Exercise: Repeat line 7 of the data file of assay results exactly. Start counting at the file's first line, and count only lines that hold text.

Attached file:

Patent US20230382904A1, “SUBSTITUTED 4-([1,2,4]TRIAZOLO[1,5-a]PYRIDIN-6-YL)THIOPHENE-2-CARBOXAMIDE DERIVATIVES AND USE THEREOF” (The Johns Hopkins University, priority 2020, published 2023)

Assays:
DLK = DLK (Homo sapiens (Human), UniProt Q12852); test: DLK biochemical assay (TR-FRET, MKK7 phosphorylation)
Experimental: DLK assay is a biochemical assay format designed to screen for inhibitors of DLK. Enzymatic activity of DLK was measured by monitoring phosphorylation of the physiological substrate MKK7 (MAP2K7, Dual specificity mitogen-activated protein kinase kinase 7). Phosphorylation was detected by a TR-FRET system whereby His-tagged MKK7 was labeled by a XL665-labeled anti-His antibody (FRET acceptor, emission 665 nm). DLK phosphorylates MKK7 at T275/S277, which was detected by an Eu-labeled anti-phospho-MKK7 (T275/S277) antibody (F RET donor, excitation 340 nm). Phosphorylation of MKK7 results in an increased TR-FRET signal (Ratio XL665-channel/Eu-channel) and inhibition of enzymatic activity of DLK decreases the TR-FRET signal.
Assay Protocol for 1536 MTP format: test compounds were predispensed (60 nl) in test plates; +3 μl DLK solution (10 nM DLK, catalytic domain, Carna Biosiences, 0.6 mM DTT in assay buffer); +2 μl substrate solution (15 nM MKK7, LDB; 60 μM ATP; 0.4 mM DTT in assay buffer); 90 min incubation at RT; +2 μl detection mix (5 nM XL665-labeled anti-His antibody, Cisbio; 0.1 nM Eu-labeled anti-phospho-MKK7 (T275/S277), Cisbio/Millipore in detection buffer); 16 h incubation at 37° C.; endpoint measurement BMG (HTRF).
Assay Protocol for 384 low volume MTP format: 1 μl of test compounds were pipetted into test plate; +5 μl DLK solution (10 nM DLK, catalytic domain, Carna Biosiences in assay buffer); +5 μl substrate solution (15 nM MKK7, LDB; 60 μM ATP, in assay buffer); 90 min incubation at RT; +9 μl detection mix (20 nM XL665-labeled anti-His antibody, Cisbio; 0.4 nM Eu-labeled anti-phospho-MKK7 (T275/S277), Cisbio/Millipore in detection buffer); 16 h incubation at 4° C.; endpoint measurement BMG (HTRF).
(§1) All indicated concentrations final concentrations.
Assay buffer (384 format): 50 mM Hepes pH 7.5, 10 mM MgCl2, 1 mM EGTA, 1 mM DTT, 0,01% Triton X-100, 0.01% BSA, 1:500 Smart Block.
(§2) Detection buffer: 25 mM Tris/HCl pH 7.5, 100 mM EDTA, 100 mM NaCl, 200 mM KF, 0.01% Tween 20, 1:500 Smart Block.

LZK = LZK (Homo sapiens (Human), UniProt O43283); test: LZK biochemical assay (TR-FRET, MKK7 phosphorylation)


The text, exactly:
(§1) All indicated concentrations final concentrations.